\kˈɑːdɪnə͡l], \kˈɑːdɪnəl], \k_ˈɑː_d_ɪ_n_əl]\
Definitions of CARDINAL
- 2006 - WordNet 3.0
- 2011 - English Dictionary Database
- 2010 - New Age Dictionary Database
- 1913 - Webster's Revised Unabridged Dictionary
- 1919 - The Winston Simplified Dictionary
- 1920 - A practical medical dictionary.
- 1898 - Warner's pocket medical dictionary of today.
- 1899 - The american dictionary of the english language.
- 1894 - The Clarendon dictionary
- 1919 - The Concise Standard Dictionary of the English Language
- 1914 - Nuttall's Standard dictionary of the English language
- 1874 - Etymological and pronouncing dictionary of the English language
- 1920 - A dictionary of scientific terms.
- 1898 - American pocket medical dictionary
- 1871 - The Cabinet Dictionary of the English Language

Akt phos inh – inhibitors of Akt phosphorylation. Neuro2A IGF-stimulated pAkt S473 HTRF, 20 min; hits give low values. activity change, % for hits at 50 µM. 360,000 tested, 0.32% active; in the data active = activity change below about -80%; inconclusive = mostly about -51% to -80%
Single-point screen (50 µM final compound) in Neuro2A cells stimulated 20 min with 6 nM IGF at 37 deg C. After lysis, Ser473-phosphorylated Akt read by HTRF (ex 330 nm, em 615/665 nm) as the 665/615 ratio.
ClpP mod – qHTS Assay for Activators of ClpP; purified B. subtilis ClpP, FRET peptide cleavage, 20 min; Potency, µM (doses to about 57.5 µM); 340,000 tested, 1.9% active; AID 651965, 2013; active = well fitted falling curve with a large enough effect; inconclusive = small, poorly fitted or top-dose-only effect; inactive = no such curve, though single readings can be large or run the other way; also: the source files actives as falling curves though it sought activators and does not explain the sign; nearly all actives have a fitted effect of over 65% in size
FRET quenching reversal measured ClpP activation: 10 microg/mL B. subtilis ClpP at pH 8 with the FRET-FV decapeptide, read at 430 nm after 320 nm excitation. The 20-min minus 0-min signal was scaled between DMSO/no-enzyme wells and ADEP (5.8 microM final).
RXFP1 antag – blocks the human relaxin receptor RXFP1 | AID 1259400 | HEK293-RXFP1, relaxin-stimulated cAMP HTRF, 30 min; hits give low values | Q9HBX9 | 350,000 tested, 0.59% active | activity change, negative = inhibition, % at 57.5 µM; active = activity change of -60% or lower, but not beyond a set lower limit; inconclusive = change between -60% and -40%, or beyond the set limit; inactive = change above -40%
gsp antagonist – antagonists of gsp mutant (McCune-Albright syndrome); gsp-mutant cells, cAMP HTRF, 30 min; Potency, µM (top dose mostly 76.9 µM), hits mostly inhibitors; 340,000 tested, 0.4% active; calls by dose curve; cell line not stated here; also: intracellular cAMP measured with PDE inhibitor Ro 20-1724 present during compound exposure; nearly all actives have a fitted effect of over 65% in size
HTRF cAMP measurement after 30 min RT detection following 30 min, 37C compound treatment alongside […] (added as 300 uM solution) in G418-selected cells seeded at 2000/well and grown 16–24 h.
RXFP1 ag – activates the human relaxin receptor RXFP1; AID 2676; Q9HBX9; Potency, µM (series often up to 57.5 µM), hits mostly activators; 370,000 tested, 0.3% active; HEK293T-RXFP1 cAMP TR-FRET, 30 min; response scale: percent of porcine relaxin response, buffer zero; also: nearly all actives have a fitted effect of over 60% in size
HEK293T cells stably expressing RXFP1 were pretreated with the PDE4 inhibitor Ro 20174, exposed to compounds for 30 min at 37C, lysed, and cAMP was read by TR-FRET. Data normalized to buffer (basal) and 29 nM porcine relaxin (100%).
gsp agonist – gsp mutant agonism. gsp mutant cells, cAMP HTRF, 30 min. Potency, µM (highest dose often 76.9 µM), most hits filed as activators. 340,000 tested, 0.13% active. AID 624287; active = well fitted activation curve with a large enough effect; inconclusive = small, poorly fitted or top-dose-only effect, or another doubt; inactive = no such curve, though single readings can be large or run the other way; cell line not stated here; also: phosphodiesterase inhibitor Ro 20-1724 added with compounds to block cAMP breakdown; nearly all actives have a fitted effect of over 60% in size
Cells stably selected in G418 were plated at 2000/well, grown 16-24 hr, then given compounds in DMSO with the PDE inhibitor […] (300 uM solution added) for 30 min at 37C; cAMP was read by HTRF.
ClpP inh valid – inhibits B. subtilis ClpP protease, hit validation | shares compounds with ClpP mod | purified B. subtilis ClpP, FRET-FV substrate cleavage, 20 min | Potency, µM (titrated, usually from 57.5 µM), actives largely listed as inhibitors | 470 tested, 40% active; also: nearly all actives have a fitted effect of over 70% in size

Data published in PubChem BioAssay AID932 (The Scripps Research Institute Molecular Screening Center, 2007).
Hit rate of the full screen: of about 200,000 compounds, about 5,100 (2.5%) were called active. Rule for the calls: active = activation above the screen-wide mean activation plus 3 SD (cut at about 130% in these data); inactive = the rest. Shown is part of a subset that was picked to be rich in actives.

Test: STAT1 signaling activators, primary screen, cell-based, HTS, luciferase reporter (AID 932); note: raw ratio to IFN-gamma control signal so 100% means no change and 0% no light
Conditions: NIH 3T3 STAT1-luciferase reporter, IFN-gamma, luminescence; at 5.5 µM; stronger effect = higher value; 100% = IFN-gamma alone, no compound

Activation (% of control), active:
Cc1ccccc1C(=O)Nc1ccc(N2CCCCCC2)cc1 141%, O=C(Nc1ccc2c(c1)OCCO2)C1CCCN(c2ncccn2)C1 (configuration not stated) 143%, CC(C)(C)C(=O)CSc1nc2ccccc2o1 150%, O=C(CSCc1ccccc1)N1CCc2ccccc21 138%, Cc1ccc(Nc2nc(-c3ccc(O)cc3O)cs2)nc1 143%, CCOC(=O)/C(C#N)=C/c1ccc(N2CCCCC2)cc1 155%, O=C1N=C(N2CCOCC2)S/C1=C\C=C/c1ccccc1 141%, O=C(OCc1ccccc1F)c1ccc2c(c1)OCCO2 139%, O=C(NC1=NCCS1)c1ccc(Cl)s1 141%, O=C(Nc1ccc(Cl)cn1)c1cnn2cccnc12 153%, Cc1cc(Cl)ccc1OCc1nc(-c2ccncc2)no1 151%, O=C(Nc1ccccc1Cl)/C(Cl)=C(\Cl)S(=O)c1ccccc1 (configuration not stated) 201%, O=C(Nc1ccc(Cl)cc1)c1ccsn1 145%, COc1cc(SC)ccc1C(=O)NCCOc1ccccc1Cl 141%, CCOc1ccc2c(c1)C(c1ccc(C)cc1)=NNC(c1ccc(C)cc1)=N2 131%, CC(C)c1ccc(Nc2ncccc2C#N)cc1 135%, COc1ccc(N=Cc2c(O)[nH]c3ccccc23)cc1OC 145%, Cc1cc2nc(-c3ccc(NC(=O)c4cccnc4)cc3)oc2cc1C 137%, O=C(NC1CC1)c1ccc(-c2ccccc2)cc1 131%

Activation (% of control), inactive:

- 1790 - A Complete Dictionary of the English Language
Sort: Oldest first
By Princeton University
By DataStellar Co., Ltd
By Oddity Software
By Noah Webster.
By William Dodge Lewis, Edgar Arthur Singer
By Stedman, Thomas Lathrop
By Daniel Lyons
By William Hand Browne, Samuel Stehman Haldeman
By James Champlin Fernald
Chief; principal; pre-eminent, or fundamental.
A dignitary of the Roman Church, next in rank to the Pope; a woman's short cloak: mulled red wine. Cardinal numbers, the numbers one, two, three, &c., in distinction from first, second, third, &c., which are ordinal numbers. Cardinal points, the four points of the compass. Cardinal signs, Aries, Libra, Cancer, and Capricorn, or the two equinoxes and two solstices. Cardinal virtues, with the ancients. Prudence, Temperance, Justice, and Fortitude.
By Nuttall, P.Austin.
By Stormonth, James, Phelp, P. H.
By Henderson, I. F.; Henderson, W. D.
Word of the day
- A cost profit loss happens disaster that is beyond control. This can be due to disaster, market conditions, or product failure.